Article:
The TWILCD display can be used with any microcontroller that has a TWI or I2C bus. It works both with 5V and 3.3V systems (note that maximum brightness is lower on 3.3V compared to 5V. Also note that some displays only support 5V or 3.3V, so be sure to refer to the data sheet of the display you are using with TWILCD).
To use with an Arduino or a board compatible with the Arduino IDE, there is an Arduino library available. It is implemented using the Wire library, and should work with any Arduino.
If your processor is not directly supported, you can interface with the chip directly using its TWI protocol.
All versions of the TWILCD board use the same library.
Usage with Arduino
The TWILCD display is directly supported in the Arduino IDE. Version 1.0 or later is required.
To use it, either download our custom IDE package, with the required library preinstalled:
Arduino IDE with Akafugu Libraries.
If you already have the Arduino IDE installed, get the package and follow the instructions in this page:
Once you have the Arduino IDE and the Akafugu Libraries installed, start or re-start the IDE. You should now have a TWILiquidCrystal submenu inside the File -> Examples menu.
Here is a small example sketch for dislaying a number counter:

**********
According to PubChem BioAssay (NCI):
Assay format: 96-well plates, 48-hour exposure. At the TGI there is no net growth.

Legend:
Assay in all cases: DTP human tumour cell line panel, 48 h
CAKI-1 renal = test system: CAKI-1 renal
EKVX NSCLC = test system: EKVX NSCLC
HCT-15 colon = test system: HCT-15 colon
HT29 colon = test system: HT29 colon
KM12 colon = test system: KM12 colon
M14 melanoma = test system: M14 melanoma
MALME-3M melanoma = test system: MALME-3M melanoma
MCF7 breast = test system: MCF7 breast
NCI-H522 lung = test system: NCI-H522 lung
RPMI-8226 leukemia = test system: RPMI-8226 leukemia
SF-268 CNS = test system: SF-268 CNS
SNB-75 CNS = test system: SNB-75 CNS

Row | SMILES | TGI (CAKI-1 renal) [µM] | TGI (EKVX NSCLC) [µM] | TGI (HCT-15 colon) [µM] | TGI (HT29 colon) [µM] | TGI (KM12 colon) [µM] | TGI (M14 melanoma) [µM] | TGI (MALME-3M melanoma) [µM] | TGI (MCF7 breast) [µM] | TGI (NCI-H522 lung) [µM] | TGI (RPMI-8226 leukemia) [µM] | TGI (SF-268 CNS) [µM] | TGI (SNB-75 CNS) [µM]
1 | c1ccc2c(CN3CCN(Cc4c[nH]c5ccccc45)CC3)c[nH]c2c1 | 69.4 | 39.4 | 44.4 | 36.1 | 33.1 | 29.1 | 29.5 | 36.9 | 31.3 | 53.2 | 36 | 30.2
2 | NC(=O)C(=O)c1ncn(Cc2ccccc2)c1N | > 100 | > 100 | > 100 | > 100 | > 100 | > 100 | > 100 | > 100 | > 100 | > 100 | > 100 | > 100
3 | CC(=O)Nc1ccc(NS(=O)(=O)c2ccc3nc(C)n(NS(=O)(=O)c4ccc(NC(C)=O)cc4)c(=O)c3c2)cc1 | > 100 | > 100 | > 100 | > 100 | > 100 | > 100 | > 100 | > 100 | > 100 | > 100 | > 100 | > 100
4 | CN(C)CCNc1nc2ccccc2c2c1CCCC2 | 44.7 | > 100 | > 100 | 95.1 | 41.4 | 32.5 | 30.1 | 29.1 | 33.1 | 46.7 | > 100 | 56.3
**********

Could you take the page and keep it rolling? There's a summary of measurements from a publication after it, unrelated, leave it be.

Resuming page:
Copy and paste this code into the Arduino IDE, and press VERIFY to compile it. You can also access this sample code along with other examples in the File -> Examples -> TWILiquidCrystal menu.
To try out the display with an Arduino board, you will need to hook up the four required wires.
If you have a R3 pinout compatible board, it will have dedicated pins marked SDA and SCL in the upper left corner of the board.
If you have a standard Arduino boards, such as the Arduino UNO, hook the wires up like this:
SDA - Pin A4
SCL - Pin A5
GND - GND
VCC - 5V
If you have an Arduino Mega board, use the following connection:
SDA - Pin 20
SCL - Pin 21
GND - GND
VCC - 5V
If you have a null board SCL and SDA is in the upper right side of the board. The pins are marked with SCL and SDA and should be easy to find.
Other newer Arduino boards also have SCL and SDA marked on the silk screen.
After everything is hooked up, connect the USB port of the Arduino to your computer, select the correct port in the Tools->Serial Port menu, and press the Upload button. Once programming finished, you should see [[["hello world"]]] displayed along with a second counter.
If your processor has hardware TWI/I2C, adding support for it should be easy. We recommend using theGitHub library as a reference.